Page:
Many people all over Britain and the rest of the world now have a trampoline in their back garden. They’re great fun and fantastic exercise tools, but they do need maintaining like any other piece of equipment. One thing which can baffle a lot of new trampoline owners is the development of a slight squeak when bouncing on the trampoline. This can be very difficult to diagnose as it is only apparent when you’re actually actively bouncing on the trampoline, but we’ve got some tips for diagnosing and treating squeaks plus some other trampoline maintenance tips.
Most trampolines will consist of a metal circular frame which is attached to some springs that grip onto the mesh (the platform of the trampoline which you bounce on). The springs tend to fit into a punched hole which has a metal ring around the inside of it. When the lubrication on the springs and the metal rings wears out, the metals rub together, causing the squeak. All you really need to do is lubricate the joints again and your squeaks will disappear. You will need to do this fairly regularly to ensure that the joints are well lubricated. This will stop the squeaks and will prolong the life of your trampoline. You can use any type of safe lubricant, but WD40 and wax tend to work well and be the most long-lasting lubricants for trampolines.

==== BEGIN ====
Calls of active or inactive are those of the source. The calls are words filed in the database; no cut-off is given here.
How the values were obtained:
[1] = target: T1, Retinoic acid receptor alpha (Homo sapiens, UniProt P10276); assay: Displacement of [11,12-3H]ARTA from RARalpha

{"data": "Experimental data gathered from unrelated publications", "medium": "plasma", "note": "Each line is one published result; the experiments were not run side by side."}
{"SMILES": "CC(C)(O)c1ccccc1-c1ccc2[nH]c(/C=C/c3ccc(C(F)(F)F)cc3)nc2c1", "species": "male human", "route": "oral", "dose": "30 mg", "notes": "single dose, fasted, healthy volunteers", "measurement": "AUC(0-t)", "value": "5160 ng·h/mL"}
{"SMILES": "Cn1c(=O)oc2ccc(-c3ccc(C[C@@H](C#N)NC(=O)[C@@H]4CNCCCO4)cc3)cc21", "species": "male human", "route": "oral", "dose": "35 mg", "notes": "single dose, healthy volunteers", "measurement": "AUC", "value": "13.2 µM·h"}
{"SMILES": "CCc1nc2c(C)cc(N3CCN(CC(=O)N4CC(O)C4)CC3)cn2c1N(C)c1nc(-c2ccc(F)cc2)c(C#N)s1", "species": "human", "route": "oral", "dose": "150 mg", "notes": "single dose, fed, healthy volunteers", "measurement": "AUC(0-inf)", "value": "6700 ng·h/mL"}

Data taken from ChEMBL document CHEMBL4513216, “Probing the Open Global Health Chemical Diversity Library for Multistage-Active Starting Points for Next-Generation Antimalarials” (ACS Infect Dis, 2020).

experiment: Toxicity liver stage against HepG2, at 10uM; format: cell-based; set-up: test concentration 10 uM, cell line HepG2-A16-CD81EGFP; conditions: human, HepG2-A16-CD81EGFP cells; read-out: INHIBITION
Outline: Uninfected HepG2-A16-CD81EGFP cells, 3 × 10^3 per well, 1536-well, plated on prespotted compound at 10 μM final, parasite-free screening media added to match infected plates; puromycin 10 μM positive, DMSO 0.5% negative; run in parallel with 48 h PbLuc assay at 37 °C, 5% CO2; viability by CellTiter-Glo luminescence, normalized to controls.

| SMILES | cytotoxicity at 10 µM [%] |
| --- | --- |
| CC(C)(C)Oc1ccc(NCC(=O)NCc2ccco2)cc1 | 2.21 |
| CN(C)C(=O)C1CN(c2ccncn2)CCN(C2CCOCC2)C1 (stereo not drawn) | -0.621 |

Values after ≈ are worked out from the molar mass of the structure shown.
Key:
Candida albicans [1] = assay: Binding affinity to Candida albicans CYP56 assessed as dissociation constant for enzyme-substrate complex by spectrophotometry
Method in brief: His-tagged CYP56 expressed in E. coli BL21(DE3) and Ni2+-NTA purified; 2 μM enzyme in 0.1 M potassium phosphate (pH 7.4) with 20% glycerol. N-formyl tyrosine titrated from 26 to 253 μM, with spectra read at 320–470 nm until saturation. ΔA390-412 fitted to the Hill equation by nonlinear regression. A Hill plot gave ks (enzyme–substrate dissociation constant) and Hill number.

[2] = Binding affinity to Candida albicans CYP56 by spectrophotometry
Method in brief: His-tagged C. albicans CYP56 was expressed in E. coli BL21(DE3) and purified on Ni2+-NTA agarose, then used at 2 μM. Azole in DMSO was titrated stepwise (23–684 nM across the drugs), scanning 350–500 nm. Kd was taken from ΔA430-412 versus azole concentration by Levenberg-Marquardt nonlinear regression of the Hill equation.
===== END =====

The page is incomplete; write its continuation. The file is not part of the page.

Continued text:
You should also check your trampoline regularly for broken or worn springs and other parts. Broken parts can be very dangerous if they are not changed. If you maintain your springs using a lubricant as mentioned above, you should only have to change your springs very rarely, if at all. Springs can usually be ordered direct from the manufacturer or from a local specialist store. Only use springs which are specifically designed for your model of trampoline and never buy generic springs or attempt to do it yourself. With your children bouncing through the air purely on the tension in those springs, do you really want to risk it?
You should check regularly for cracks or stresses in the frame or legs, too. The mat or mesh needs to be checked for cracks or tears. Ensure you cover up your trampoline in the autumn as bonfires and fireworks can send burning embers onto the mat and burn holes through it in no time. The mat should be replaced if it has any holes in it. You also need to ensure that you read the safety notes that come with your specific model of trampoline so you know the routine for maintaining and looking after your specific model. Trampolines are a great, fun addition to any back garden but caution always needs to be exercised. Have fun and have a great laugh, but above all please make sure you be careful. If you have any questions regarding repairs and maintenance to your specific trampoline, please contact your manufacturer directly for further advice and assistance.